UK's National Grid Report Maps Rapid Charging System for Trucking Goods
- May 11, 2022 2:56 pm GMT
A new report, led by the National Grid, shows that expanding the UK Government’s electric vehicle Rapid Charging Fund (RCF) would boost the decarbonization of all road transportation in the country.
Truck manufacturers and the freight industry would benefit from a future on-route charging and hydrogen re-fueling system on Britain's motorway (freeway) network.
National Grid-led analysis, supported by Heavy Goods Vehicle (HGV) manufacturers and the freight industry, maps out how a future charging network for trucks can be delivered quickly, economically and efficiently.
The analysis shows for a small cost increase, sufficient grid capacity to cover all of on-route truck charging and hydrogen re-fueling could be installed which could also enhance cost savings by coordinating with the Zero Emission Road Freight Trial (ZERFT).
Since 2019 National Grid has been working closely with the UK Government and industry on developing charging infrastructure to meet long-term support needs for electric vehicles. The proposal for a fast-charging network was supported by the Office for Zero Emission Vehicles (OZEV) in March 2020 through its RCF enabling £950 million ($1,175 million) to deliver fast charging at more than 110 freeway service areas over the next five years. The intention is that drivers will not be more than 30 miles from a rapid charging station. This could be mostly supported by existing grid infrastructure, although there will have to be upgrades in certain areas.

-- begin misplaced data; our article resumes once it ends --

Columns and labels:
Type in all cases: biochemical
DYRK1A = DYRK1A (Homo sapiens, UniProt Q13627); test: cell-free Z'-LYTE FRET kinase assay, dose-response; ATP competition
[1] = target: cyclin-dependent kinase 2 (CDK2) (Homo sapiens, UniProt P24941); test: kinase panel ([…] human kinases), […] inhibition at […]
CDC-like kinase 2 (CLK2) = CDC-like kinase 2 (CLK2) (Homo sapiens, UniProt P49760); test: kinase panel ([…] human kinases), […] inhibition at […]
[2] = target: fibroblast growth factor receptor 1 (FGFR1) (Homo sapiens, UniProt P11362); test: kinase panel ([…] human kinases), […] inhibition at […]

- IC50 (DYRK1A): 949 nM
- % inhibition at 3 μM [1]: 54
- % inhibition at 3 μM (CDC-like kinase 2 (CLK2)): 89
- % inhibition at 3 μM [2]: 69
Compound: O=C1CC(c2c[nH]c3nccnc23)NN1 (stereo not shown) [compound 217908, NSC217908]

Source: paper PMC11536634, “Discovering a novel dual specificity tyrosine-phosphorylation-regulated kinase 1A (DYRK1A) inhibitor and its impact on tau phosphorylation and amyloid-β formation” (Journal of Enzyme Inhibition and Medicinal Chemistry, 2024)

This report models the charging profile of the UK’s truck fleet, assuming that 70-90% of these vehicles will be charged or re-fueled overnight in their depot or at their destinations. For the remaining 10-30%, this will need to be delivered on-route, at regulated rest-breaks.
The analysis and modeling found 53-78% of on-route charging and hydrogen re-fueling at service areas can be provided at no extra cost to the RCF, if transmission connection solutions, for example existing substations, are used. For a modest increase in budget of up to 16%, capacity can be provided at the remaining sites across England.
Graeme Cooper, Head of Future Markets at National Grid, said: “The switch to fully decarbonized road transport will only happen if we have the right wires in the right place, at the right time. Planning future charging infrastructure around connections to the transmission system can bring cost savings and reductions in the amount of infrastructure required.”
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